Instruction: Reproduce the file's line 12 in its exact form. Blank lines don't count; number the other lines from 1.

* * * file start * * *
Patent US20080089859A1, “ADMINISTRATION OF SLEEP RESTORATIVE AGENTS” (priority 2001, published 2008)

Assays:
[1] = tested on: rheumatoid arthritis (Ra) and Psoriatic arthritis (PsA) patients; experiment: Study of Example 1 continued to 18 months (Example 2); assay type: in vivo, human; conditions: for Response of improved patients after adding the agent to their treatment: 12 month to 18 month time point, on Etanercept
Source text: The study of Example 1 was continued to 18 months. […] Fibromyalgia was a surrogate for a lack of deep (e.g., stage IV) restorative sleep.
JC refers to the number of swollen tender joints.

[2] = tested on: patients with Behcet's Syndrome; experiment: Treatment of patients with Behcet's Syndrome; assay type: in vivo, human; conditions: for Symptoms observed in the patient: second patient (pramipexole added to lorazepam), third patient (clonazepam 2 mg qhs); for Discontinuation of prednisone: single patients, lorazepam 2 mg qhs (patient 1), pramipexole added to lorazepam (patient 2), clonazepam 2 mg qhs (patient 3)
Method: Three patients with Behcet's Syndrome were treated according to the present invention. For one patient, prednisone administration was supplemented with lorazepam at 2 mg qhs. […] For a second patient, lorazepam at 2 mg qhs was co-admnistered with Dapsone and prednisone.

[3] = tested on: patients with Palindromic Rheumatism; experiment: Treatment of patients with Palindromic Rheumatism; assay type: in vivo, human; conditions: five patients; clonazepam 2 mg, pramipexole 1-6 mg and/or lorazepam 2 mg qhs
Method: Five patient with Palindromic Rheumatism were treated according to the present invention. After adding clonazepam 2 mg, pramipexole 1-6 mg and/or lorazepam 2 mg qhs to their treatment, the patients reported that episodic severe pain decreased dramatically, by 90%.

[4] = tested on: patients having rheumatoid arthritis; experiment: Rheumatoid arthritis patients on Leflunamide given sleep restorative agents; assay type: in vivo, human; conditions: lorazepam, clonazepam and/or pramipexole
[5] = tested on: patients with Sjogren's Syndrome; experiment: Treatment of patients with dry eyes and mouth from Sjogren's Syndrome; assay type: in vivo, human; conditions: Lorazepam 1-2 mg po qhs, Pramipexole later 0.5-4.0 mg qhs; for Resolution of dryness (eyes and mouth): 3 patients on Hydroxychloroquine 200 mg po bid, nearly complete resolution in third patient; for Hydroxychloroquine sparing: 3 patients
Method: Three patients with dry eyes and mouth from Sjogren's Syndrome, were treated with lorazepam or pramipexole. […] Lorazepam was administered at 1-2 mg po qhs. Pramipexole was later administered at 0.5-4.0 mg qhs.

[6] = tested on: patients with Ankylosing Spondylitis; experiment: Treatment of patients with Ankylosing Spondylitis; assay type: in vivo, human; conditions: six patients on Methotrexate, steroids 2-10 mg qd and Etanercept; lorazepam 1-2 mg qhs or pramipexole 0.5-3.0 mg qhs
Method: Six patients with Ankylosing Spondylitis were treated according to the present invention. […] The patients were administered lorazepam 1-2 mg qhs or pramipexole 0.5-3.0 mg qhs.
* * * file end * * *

Method: Three patients with dry eyes and mouth from Sjogren's Syndrome, were treated with lorazepam or pramipexole. […] Lorazepam was administered at 1-2 mg po qhs. Pramipexole was later administered at 0.5-4.0 mg qhs.